The National Institute on Drug Abuse reports that methadone, buprenorphine, or naltrexone treatment combined with behavioral therapy present the best opportunity to help people recover from serious opiate addictions.
People who have been addicted to opiates for years, and who may have turned to illegal sources like heroin, may need a more prolonged detox protocol and additional support as they withdraw from opiates. Because of their prolonged exposure to opiates, the detox process will be longer and may involve medication management as well as long-term therapy.
Opioid withdrawal can be extremely unpleasant deterring many from getting the help they need. However, in medical detox, you may be treated with a variety of medications to help ease your withdrawal symptoms.
If you go through a detox program intending to achieve abstinence from opioids, you may be treated with medications to help alleviate symptoms. However, some opioid addiction medications are used to treat withdrawal and drug cravings more directly. Medications include:
Methadone, an opioid, is used to treat opioid addiction by replacing the drugs you’re dependent on with a safer, easier-to-control alternative. People taking methadone can avoid significant intoxication without experiencing withdrawal symptoms or cravings. Then, they can participate in addiction treatment, and pursue everyday life goals, free from active addiction. When they’ve completed treatment, they can wean off methadone slowly. However, methadone is addictive, and it can sometimes be more difficult to detox from than other opioids.
Buprenorphine is a partial opioid agonist, which means its effects on opioid receptors are weaker than other opioids. It’s used in a way that’s similar to methadone, but it has some advantages. It’s less likely to cause intoxication symptoms. Plus, it has an effects ceiling, which means its effects don’t continue to compound after a certain dose. That makes it less likely to cause a dangerous overdose. Buprenorphine can also help in opioid tapering and may not be as grueling as weaning off methadone.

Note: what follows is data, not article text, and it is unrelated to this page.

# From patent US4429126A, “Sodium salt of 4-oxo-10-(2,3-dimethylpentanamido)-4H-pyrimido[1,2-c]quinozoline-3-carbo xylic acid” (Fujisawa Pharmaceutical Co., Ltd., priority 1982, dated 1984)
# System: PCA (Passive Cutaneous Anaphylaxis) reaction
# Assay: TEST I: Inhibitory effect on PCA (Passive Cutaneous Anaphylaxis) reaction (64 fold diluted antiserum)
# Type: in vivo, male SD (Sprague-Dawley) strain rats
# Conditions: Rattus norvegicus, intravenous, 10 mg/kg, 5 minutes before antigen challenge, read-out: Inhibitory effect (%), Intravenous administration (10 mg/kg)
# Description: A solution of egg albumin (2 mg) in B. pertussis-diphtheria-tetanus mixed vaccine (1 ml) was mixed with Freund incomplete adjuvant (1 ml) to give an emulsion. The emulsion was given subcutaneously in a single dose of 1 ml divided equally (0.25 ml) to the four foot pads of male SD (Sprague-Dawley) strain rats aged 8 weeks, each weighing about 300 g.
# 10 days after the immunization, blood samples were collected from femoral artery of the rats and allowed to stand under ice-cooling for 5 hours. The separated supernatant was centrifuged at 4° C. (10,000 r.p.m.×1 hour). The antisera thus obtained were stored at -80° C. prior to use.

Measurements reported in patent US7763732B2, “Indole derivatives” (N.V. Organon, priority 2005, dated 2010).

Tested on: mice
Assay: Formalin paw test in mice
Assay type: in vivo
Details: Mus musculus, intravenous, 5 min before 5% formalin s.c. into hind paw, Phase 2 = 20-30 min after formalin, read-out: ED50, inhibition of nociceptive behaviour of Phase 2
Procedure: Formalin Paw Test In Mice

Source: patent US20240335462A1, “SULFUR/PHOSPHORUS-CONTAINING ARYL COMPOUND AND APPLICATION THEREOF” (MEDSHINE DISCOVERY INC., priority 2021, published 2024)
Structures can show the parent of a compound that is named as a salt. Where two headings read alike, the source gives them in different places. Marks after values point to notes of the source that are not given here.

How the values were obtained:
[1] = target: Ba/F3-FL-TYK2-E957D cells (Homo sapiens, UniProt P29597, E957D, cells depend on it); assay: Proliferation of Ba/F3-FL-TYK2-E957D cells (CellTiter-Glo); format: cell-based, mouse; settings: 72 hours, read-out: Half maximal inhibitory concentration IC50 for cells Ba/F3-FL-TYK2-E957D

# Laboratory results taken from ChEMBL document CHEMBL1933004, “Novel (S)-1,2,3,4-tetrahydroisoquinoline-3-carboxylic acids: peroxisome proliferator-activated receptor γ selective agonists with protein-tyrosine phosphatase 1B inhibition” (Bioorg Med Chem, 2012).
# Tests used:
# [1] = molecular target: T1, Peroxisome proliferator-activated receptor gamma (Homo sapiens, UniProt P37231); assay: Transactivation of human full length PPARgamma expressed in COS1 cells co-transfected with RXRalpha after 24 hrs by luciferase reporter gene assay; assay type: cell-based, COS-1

Suboxone is a medication that combines buprenorphine with naloxone, a life-saving opioid antagonist that reverses opioid overdoses. Suboxone is used for the same purpose as buprenorphine on its own. However, the naloxone makes it even more difficult to abuse and less likely to cause deadly overdose symptoms. If the drug is used as prescribed, the naloxone remains inactive. Suboxone is taken sublingually where buprenorphine’s effects are limited, and naloxone can’t have an effect. If the drug is injected to enhance the effects of buprenorphine, naloxone becomes active and kicks opioid off their receptors, leading to withdrawal and preventing a high.
Opioids aren’t usually life-threatening during withdrawal, but that doesn’t mean going through an opioid withdrawal will be easy. In fact, opioid addiction is notoriously difficult to get over, and the withdrawal symptoms are one of the biggest barriers to recovery.
Fighting addiction requires the use of every tool at your disposal. It’s a complex and chronic disease that tends to get worse the longer it’s ignored. If you or someone you know is struggling with a substance use disorder, seeking help as soon as possible can help you get the treatment you need before the disease leads to severe consequences.
As addiction gets worse, it can start to take over parts of your life, including your health, relationships, career, and legal standing. Whether you have just realized that you need treatment or if you’ve been struggling with substance use problems for years, there is help available.
Learn more about addiction treatment and opioid detox options to take the first steps toward lasting recovery today.
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SAMHSA. (2019, April 11). Naloxone. Retrieved from https://www.samhsa.gov/medication-assisted-treatment/treatment/naloxone
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What to do when it's time to stop opioids. Mayo Clinic. Retrieved from https://www.mayoclinic.org/diseases-conditions/prescription-drug-abuse/in-depth/tapering-off-opioids-when-and-how/art-20386036